‘I Cannot Be Silent’: Chen Guangcheng Speaks on Abuse, Forced Abortion

Chinese activist Chen Guangcheng called into a congressional hearing again yesterday, detailing reported abuse of his relatives and friends in the wake of his escape.

When lauded for his courage and tireless advocacy for victims of forced abortion and involuntary sterilization, Chen simply remarked, through translation: “I am not a hero. I’m just doing what my conscience asks me to do. I cannot be silent when facing these evils against women and children.”

Chen described to the committee how, shortly after his escape from house arrest last month, local government officials allegedly stormed a family member’s house, beating relatives and arresting Chen’s brother. When Chen’s nephew attempted to defend himself and his family, officials arrested him on what Chen calls “trumped up” charges of “homicide with intent.”

Reggie Littlejohn, president of Women’s Rights Without Frontiers, testified on the status of He Peirong, the woman who drove the rescue car for Chen. He, also known as “Pearl,” endured a week of confinement and interrogation in a hotel room by Chinese officials because of her involvement in Chen’s escape. Likewise, Jiang Tianyong, a human rights lawyer in China, was beaten to the point of possibly losing hearing in one ear after attempting to see Chen at the Beijing hospital, according to Littlejohn.

The actions reportedly taken against Chen’s supporters and family are just an extension of the coercive tactics used to enforce the country’s one-child policy. As panelists at yesterday’s hearing detailed, forced abortions, coerced sterilizations, and fines or physical abuse for neighbors and family members of women with unauthorized pregnancies remain a daily reality in China.

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Mei Shunping, a victim of five forced abortions, described her time as a factory worker in China, where routine checkups for women were used to guard against unlawful pregnancy: “When discovered, pregnant women would be dragged to undergo forced abortions—there was no other choice. We had no dignity as potential child-bearers.”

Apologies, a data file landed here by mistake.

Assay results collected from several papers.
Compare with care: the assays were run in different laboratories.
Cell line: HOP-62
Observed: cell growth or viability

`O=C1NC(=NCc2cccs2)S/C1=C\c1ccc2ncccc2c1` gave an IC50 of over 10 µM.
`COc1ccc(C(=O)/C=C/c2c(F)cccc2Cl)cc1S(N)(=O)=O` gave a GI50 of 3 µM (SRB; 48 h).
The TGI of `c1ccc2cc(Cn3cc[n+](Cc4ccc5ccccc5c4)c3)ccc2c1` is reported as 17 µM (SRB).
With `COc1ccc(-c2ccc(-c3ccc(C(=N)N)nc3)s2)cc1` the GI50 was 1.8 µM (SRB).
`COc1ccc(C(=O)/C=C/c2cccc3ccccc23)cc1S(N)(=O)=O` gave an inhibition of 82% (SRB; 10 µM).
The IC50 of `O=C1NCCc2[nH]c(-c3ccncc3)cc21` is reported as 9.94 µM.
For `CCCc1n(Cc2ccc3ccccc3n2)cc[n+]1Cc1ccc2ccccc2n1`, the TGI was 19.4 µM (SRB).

Chai Ling, founder of All Girls Allowed, detailed just a few horrific stories of child abandonment, bride trafficking and prostitution, and forced abortions that have occurred because of the one-child policy. Just this past October, explained Ling, a woman reportedly died after a late-term, forced abortion procedure when she was discovered to be pregnant with an unauthorized child. Similar atrocities have been documented in U.S. congressional reports as well.

“I wish I could tell you that these stories were rare, but they are not,” remarked Ling. “They are mere glimpses into the dark environment that the One-Child Policy creates for women. This is the darkness into which Chen Guangcheng tried to shine a light.”

That light of respect for human dignity and individual liberty should be supported by the U.S. and other international leaders who claim to defend human rights. As Heritage’s director of domestic policy Jennifer Marshall writes in commentary this week:

U.S. policymakers have long expressed concern over China’s security and economic challenges to global stability. They ought to be equally concerned about the chilling long-term consequences of gross abuse of human dignity and the destruction of civil society. It’s time for China to end the barbarism of its One-Child Policy.

Denouncing the unjust treatment of Chen Guangcheng, his family, and fellow activists is important. But so too is condemning the coercive population control policies that strip women and men of fundamental rights and prohibit China from becoming a truly free and flourishing society.

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Source material can be found at this site.

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